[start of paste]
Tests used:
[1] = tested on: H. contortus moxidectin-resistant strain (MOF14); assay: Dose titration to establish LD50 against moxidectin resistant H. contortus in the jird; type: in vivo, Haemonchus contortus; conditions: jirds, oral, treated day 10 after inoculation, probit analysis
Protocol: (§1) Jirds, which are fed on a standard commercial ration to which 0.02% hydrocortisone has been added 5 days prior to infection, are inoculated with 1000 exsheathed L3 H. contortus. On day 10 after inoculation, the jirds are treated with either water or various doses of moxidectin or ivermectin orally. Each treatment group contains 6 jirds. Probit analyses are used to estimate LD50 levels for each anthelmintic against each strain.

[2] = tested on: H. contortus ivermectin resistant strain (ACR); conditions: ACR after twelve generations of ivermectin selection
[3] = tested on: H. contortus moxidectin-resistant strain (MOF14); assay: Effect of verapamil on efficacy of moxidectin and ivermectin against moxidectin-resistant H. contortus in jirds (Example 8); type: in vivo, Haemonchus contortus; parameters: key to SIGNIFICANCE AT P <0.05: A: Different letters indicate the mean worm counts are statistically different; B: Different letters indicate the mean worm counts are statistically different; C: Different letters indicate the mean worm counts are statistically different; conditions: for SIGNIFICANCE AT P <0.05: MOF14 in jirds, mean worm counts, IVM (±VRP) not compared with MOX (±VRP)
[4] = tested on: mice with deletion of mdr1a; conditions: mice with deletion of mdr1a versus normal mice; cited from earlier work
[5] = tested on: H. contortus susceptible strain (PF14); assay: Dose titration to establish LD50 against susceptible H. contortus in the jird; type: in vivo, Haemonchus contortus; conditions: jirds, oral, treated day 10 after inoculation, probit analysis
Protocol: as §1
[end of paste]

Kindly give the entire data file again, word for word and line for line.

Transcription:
Tests used:
[1] = tested on: H. contortus moxidectin-resistant strain (MOF14); assay: Dose titration to establish LD50 against moxidectin resistant H. contortus in the jird; type: in vivo, Haemonchus contortus; conditions: jirds, oral, treated day 10 after inoculation, probit analysis
Protocol: (§1) Jirds, which are fed on a standard commercial ration to which 0.02% hydrocortisone has been added 5 days prior to infection, are inoculated with 1000 exsheathed L3 H. contortus. On day 10 after inoculation, the jirds are treated with either water or various doses of moxidectin or ivermectin orally. Each treatment group contains 6 jirds. Probit analyses are used to estimate LD50 levels for each anthelmintic against each strain.

[2] = tested on: H. contortus ivermectin resistant strain (ACR); conditions: ACR after twelve generations of ivermectin selection
[3] = tested on: H. contortus moxidectin-resistant strain (MOF14); assay: Effect of verapamil on efficacy of moxidectin and ivermectin against moxidectin-resistant H. contortus in jirds (Example 8); type: in vivo, Haemonchus contortus; parameters: key to SIGNIFICANCE AT P <0.05: A: Different letters indicate the mean worm counts are statistically different; B: Different letters indicate the mean worm counts are statistically different; C: Different letters indicate the mean worm counts are statistically different; conditions: for SIGNIFICANCE AT P <0.05: MOF14 in jirds, mean worm counts, IVM (±VRP) not compared with MOX (±VRP)
[4] = tested on: mice with deletion of mdr1a; conditions: mice with deletion of mdr1a versus normal mice; cited from earlier work
[5] = tested on: H. contortus susceptible strain (PF14); assay: Dose titration to establish LD50 against susceptible H. contortus in the jird; type: in vivo, Haemonchus contortus; conditions: jirds, oral, treated day 10 after inoculation, probit analysis
Protocol: as §1